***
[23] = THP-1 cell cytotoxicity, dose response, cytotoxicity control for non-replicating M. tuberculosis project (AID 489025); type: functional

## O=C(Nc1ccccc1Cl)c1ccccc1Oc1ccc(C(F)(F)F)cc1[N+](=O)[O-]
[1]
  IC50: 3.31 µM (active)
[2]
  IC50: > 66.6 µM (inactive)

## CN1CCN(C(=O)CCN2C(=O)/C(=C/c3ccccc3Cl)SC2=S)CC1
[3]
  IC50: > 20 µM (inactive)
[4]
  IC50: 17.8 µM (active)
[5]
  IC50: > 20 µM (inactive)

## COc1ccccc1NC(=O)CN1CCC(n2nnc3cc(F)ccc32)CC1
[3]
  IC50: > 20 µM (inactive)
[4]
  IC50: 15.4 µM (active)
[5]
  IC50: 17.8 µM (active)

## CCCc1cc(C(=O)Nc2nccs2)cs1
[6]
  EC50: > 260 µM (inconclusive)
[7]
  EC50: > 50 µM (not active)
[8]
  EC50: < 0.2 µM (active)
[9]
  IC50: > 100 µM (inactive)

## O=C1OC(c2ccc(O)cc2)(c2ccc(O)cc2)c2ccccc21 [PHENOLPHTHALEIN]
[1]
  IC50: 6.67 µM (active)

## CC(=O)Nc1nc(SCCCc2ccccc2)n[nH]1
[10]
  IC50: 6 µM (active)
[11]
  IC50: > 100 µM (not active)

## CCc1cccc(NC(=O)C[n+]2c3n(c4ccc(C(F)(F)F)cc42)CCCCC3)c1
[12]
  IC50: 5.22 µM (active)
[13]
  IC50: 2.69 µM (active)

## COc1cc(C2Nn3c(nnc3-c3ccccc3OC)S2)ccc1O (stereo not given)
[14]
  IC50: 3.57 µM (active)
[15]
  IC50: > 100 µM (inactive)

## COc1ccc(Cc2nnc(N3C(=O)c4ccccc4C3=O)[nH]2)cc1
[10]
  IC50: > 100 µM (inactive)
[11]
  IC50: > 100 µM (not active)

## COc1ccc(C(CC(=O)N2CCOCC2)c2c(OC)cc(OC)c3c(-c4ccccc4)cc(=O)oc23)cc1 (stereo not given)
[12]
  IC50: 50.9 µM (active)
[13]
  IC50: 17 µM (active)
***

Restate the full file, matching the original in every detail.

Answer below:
[23] = THP-1 cell cytotoxicity, dose response, cytotoxicity control for non-replicating M. tuberculosis project (AID 489025); type: functional

## O=C(Nc1ccccc1Cl)c1ccccc1Oc1ccc(C(F)(F)F)cc1[N+](=O)[O-]
[1]
  IC50: 3.31 µM (active)
[2]
  IC50: > 66.6 µM (inactive)

## CN1CCN(C(=O)CCN2C(=O)/C(=C/c3ccccc3Cl)SC2=S)CC1
[3]
  IC50: > 20 µM (inactive)
[4]
  IC50: 17.8 µM (active)
[5]
  IC50: > 20 µM (inactive)

## COc1ccccc1NC(=O)CN1CCC(n2nnc3cc(F)ccc32)CC1
[3]
  IC50: > 20 µM (inactive)
[4]
  IC50: 15.4 µM (active)
[5]
  IC50: 17.8 µM (active)

## CCCc1cc(C(=O)Nc2nccs2)cs1
[6]
  EC50: > 260 µM (inconclusive)
[7]
  EC50: > 50 µM (not active)
[8]
  EC50: < 0.2 µM (active)
[9]
  IC50: > 100 µM (inactive)

## O=C1OC(c2ccc(O)cc2)(c2ccc(O)cc2)c2ccccc21 [PHENOLPHTHALEIN]
[1]
  IC50: 6.67 µM (active)

## CC(=O)Nc1nc(SCCCc2ccccc2)n[nH]1
[10]
  IC50: 6 µM (active)
[11]
  IC50: > 100 µM (not active)

## CCc1cccc(NC(=O)C[n+]2c3n(c4ccc(C(F)(F)F)cc42)CCCCC3)c1
[12]
  IC50: 5.22 µM (active)
[13]
  IC50: 2.69 µM (active)

## COc1cc(C2Nn3c(nnc3-c3ccccc3OC)S2)ccc1O (stereo not given)
[14]
  IC50: 3.57 µM (active)
[15]
  IC50: > 100 µM (inactive)

## COc1ccc(Cc2nnc(N3C(=O)c4ccccc4C3=O)[nH]2)cc1
[10]
  IC50: > 100 µM (inactive)
[11]
  IC50: > 100 µM (not active)

## COc1ccc(C(CC(=O)N2CCOCC2)c2c(OC)cc(OC)c3c(-c4ccccc4)cc(=O)oc23)cc1 (stereo not given)
[12]
  IC50: 50.9 µM (active)
[13]
  IC50: 17 µM (active)